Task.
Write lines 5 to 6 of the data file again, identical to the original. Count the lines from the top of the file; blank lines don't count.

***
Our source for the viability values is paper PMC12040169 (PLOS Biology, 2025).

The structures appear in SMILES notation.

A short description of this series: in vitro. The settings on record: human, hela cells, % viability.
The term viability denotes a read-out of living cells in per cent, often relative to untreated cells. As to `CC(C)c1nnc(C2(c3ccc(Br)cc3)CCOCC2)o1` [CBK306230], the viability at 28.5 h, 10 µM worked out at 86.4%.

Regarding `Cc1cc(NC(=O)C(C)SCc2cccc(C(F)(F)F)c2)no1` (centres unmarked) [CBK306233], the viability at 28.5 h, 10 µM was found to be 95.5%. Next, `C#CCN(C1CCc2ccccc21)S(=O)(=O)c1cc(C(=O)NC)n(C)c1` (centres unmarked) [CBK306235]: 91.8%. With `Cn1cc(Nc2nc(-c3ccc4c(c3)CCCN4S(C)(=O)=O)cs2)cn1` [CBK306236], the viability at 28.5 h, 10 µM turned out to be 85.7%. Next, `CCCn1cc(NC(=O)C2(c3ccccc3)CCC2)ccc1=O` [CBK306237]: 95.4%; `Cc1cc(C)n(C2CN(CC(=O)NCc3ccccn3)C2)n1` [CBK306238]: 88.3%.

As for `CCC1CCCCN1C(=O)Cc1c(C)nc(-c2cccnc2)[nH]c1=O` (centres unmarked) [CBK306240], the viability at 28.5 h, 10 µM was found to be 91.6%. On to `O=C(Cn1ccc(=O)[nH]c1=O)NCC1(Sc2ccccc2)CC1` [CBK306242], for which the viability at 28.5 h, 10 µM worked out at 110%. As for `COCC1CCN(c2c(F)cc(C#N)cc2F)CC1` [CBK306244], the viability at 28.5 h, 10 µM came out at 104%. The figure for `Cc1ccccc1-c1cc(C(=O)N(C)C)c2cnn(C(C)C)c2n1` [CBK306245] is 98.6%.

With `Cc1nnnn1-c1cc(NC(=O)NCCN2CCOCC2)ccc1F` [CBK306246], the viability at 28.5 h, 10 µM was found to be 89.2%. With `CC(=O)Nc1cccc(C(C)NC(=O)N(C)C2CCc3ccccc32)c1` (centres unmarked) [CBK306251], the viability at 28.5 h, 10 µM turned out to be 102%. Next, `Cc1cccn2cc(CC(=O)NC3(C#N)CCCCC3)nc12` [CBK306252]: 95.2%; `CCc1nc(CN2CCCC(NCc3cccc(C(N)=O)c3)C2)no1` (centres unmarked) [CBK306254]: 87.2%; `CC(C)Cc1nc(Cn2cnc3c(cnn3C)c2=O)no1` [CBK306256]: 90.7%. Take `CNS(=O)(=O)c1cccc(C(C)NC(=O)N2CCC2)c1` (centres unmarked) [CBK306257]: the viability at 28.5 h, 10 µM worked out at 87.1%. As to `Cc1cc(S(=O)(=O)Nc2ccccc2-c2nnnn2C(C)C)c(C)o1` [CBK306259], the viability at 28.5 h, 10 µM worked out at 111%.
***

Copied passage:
Regarding `Cc1cc(NC(=O)C(C)SCc2cccc(C(F)(F)F)c2)no1` (centres unmarked) [CBK306233], the viability at 28.5 h, 10 µM was found to be 95.5%. Next, `C#CCN(C1CCc2ccccc21)S(=O)(=O)c1cc(C(=O)NC)n(C)c1` (centres unmarked) [CBK306235]: 91.8%. With `Cn1cc(Nc2nc(-c3ccc4c(c3)CCCN4S(C)(=O)=O)cs2)cn1` [CBK306236], the viability at 28.5 h, 10 µM turned out to be 85.7%. Next, `CCCn1cc(NC(=O)C2(c3ccccc3)CCC2)ccc1=O` [CBK306237]: 95.4%; `Cc1cc(C)n(C2CN(CC(=O)NCc3ccccn3)C2)n1` [CBK306238]: 88.3%.

As for `CCC1CCCCN1C(=O)Cc1c(C)nc(-c2cccnc2)[nH]c1=O` (centres unmarked) [CBK306240], the viability at 28.5 h, 10 µM was found to be 91.6%. On to `O=C(Cn1ccc(=O)[nH]c1=O)NCC1(Sc2ccccc2)CC1` [CBK306242], for which the viability at 28.5 h, 10 µM worked out at 110%. As for `COCC1CCN(c2c(F)cc(C#N)cc2F)CC1` [CBK306244], the viability at 28.5 h, 10 µM came out at 104%. The figure for `Cc1ccccc1-c1cc(C(=O)N(C)C)c2cnn(C(C)C)c2n1` [CBK306245] is 98.6%.